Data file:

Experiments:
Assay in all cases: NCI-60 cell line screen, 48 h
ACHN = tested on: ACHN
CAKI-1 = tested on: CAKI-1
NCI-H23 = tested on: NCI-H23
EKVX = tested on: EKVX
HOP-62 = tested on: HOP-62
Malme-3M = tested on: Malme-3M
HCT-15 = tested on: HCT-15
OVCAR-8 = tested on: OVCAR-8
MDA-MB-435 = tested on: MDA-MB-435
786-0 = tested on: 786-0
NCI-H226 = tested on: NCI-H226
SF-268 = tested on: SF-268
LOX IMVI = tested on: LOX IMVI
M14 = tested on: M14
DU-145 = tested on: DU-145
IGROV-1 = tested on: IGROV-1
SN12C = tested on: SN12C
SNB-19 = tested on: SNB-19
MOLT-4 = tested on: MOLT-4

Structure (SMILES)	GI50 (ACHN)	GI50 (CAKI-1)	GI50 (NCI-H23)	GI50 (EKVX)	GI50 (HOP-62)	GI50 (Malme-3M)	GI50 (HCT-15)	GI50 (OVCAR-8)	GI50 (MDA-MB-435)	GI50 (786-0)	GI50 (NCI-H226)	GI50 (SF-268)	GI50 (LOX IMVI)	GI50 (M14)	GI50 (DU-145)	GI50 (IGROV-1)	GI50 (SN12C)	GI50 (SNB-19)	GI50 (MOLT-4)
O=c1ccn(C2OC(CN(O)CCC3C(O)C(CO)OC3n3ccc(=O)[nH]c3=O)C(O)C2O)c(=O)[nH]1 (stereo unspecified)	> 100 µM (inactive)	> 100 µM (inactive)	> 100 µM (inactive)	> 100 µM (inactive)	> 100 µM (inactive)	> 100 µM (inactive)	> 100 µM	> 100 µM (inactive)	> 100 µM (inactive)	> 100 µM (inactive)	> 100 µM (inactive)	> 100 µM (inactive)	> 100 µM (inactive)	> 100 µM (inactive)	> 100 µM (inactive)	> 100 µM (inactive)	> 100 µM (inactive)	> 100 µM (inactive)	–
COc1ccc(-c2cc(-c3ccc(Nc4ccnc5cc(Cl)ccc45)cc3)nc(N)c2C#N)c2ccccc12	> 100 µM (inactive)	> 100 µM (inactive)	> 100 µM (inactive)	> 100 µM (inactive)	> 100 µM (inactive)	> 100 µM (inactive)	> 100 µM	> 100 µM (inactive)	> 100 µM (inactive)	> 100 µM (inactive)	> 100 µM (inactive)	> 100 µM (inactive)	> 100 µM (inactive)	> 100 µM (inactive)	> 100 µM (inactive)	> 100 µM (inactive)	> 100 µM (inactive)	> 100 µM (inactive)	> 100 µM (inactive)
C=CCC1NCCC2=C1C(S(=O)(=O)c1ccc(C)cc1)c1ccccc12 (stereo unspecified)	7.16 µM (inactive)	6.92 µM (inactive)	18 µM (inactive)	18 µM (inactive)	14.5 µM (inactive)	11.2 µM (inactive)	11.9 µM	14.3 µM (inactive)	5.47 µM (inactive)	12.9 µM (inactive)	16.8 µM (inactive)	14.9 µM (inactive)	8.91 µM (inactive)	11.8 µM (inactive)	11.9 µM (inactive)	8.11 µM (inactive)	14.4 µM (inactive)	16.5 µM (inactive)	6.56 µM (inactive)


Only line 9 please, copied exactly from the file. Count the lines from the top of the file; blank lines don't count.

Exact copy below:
HCT-15 = tested on: HCT-15